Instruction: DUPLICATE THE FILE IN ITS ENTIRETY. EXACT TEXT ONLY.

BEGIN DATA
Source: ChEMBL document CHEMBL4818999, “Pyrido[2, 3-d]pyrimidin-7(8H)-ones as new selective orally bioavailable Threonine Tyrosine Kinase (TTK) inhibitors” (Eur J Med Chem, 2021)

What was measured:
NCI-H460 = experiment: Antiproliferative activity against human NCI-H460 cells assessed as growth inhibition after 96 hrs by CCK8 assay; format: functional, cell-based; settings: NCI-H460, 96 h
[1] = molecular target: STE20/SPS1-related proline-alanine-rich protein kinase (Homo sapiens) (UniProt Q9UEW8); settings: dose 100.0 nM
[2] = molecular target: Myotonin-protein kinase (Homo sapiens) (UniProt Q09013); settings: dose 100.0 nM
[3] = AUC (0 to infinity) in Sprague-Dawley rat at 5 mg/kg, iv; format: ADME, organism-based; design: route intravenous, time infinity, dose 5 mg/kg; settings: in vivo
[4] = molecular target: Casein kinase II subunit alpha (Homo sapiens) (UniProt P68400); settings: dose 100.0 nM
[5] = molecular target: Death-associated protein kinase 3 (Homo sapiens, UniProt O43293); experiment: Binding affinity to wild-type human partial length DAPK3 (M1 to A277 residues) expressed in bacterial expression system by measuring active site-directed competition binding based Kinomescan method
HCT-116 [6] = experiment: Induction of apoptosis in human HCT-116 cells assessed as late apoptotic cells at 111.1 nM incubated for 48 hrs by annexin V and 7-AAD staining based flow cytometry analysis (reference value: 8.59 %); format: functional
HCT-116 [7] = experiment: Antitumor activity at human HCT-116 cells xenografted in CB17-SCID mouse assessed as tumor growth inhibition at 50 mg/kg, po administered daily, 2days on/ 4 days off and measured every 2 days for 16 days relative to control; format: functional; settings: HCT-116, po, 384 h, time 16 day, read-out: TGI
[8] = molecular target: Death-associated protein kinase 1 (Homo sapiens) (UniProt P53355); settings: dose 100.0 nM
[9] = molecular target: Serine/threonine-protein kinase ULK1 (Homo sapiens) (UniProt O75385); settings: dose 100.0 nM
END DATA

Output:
Source: ChEMBL document CHEMBL4818999, “Pyrido[2, 3-d]pyrimidin-7(8H)-ones as new selective orally bioavailable Threonine Tyrosine Kinase (TTK) inhibitors” (Eur J Med Chem, 2021)

What was measured:
NCI-H460 = experiment: Antiproliferative activity against human NCI-H460 cells assessed as growth inhibition after 96 hrs by CCK8 assay; format: functional, cell-based; settings: NCI-H460, 96 h
[1] = molecular target: STE20/SPS1-related proline-alanine-rich protein kinase (Homo sapiens) (UniProt Q9UEW8); settings: dose 100.0 nM
[2] = molecular target: Myotonin-protein kinase (Homo sapiens) (UniProt Q09013); settings: dose 100.0 nM
[3] = AUC (0 to infinity) in Sprague-Dawley rat at 5 mg/kg, iv; format: ADME, organism-based; design: route intravenous, time infinity, dose 5 mg/kg; settings: in vivo
[4] = molecular target: Casein kinase II subunit alpha (Homo sapiens) (UniProt P68400); settings: dose 100.0 nM
[5] = molecular target: Death-associated protein kinase 3 (Homo sapiens, UniProt O43293); experiment: Binding affinity to wild-type human partial length DAPK3 (M1 to A277 residues) expressed in bacterial expression system by measuring active site-directed competition binding based Kinomescan method
HCT-116 [6] = experiment: Induction of apoptosis in human HCT-116 cells assessed as late apoptotic cells at 111.1 nM incubated for 48 hrs by annexin V and 7-AAD staining based flow cytometry analysis (reference value: 8.59 %); format: functional
HCT-116 [7] = experiment: Antitumor activity at human HCT-116 cells xenografted in CB17-SCID mouse assessed as tumor growth inhibition at 50 mg/kg, po administered daily, 2days on/ 4 days off and measured every 2 days for 16 days relative to control; format: functional; settings: HCT-116, po, 384 h, time 16 day, read-out: TGI
[8] = molecular target: Death-associated protein kinase 1 (Homo sapiens) (UniProt P53355); settings: dose 100.0 nM
[9] = molecular target: Serine/threonine-protein kinase ULK1 (Homo sapiens) (UniProt O75385); settings: dose 100.0 nM